Thursday, January 15, 2009

Speaking Up and Being Out: The Politics of Being LGBTQ

George Will has an interesting column in today's Wa. Post, arguing that since the way constitutions are amended in the state of CA can be through votes of the people, then the results of Prop. 8 should stand, rather than be knocked down by the latest suit brought about by the Attorney General, Mr. Brown:

In 2000, voters passed Proposition 22, enacting a law stipulating that marriage is a heterosexual relationship. Last May, California's Supreme Court struck down the law on the ground that there is no "compelling state interest" in not recognizing same-sex marriages under the constitutional clause guaranteeing "equal protection" of the laws. Opponents of same-sex marriage quickly gathered sufficient signatures to place on the November ballot the amendment to the constitution.

The breadth and depth of California's toleration regarding sexual lifestyles refute the worry that gays are a vulnerable minority menaced by majoritarian tyranny. Proposition 8 merely restored to California law the ancient and nearly universal definition of marriage, a definition resoundingly endorsed by the U.S. Congress (85 to 14 in the Senate, 342 to 67 in the House) and written into the laws of 47 other states. California advocates of erasing the right to same-sex domestic partnerships could not even get sufficient signatures to put their measure on the November ballot.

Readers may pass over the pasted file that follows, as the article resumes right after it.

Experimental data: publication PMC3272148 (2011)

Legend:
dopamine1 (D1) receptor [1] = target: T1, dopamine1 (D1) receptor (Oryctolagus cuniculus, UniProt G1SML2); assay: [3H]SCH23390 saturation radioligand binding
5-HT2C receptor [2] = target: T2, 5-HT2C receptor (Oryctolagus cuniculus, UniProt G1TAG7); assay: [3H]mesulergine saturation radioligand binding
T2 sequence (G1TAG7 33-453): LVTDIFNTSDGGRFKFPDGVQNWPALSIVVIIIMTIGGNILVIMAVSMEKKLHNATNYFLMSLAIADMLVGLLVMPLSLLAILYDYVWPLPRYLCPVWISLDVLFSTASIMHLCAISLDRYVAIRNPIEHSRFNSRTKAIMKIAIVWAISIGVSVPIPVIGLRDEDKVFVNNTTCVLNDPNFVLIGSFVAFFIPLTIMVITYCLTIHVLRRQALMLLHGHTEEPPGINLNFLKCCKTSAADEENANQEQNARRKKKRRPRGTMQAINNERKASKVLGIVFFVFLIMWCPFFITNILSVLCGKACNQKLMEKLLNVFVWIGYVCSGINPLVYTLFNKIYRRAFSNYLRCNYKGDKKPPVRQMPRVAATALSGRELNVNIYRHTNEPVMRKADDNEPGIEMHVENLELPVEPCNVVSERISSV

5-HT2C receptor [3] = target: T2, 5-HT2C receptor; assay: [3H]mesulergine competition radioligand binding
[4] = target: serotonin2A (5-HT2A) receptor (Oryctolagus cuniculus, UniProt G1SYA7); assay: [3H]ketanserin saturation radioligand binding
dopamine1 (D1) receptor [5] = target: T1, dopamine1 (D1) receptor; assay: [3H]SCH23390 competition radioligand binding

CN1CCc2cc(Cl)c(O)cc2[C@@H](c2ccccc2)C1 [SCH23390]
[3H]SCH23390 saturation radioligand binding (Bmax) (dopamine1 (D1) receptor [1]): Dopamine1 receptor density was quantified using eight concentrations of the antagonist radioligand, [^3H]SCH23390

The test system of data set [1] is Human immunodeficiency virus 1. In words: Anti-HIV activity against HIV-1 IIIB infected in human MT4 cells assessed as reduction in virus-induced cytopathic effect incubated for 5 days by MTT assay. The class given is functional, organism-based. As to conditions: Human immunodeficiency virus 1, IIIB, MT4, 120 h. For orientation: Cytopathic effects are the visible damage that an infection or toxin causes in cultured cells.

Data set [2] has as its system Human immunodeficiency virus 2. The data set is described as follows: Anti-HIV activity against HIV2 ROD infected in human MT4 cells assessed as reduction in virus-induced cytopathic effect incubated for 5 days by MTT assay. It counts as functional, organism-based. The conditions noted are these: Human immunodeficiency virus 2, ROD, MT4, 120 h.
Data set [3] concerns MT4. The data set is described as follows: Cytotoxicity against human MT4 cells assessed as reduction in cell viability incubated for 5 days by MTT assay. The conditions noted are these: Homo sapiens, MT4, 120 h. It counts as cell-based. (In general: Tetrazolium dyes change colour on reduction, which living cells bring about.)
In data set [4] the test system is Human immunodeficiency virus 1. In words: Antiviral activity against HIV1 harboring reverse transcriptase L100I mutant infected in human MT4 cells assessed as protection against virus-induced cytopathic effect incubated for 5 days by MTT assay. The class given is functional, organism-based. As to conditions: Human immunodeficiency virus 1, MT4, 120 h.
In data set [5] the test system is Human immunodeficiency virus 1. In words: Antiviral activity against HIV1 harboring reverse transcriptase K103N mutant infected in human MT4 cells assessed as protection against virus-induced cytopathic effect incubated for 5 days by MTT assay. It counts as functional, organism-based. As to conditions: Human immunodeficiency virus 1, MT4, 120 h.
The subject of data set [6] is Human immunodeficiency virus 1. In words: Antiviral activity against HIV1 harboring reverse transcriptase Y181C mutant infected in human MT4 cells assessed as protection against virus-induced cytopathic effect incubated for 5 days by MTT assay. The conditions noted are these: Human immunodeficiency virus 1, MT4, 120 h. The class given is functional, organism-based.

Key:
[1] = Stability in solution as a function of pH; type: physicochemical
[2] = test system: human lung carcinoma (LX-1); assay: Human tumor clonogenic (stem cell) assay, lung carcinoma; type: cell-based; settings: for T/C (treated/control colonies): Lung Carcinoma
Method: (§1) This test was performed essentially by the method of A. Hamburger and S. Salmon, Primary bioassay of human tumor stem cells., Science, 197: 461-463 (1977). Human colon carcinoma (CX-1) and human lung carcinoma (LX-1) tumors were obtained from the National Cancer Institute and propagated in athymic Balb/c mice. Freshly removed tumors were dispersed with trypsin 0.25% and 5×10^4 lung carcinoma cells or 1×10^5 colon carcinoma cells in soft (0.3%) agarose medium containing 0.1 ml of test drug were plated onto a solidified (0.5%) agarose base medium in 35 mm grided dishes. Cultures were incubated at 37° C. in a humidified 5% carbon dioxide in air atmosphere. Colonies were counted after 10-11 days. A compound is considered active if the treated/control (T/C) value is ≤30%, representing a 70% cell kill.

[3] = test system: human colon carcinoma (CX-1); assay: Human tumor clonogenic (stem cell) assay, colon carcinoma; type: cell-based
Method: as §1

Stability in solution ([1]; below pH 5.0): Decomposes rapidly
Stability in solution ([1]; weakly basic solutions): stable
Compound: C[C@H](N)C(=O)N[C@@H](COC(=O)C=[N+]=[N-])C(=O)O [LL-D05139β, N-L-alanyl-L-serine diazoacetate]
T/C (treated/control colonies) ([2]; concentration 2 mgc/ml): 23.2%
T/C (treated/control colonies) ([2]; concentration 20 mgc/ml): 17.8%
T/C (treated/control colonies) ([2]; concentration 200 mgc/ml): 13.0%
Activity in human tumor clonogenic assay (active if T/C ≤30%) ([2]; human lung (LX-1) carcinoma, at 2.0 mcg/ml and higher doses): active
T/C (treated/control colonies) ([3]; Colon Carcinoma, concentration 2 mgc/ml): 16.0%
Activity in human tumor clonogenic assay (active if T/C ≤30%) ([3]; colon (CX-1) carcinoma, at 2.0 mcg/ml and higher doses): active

Just eight years ago, Proposition 22 was passed, 61.4 to 38.6 percent. The much narrower victory of Proposition 8 suggests that minds are moving toward toleration of same-sex marriage. If advocates of that have the patience required by democratic persuasion, California's ongoing conversation may end as they hope. If, however, the conversation is truncated, as Brown urges, by judicial fiat, the argument will become as embittered as the argument about abortion has been by judicial highhandedness.

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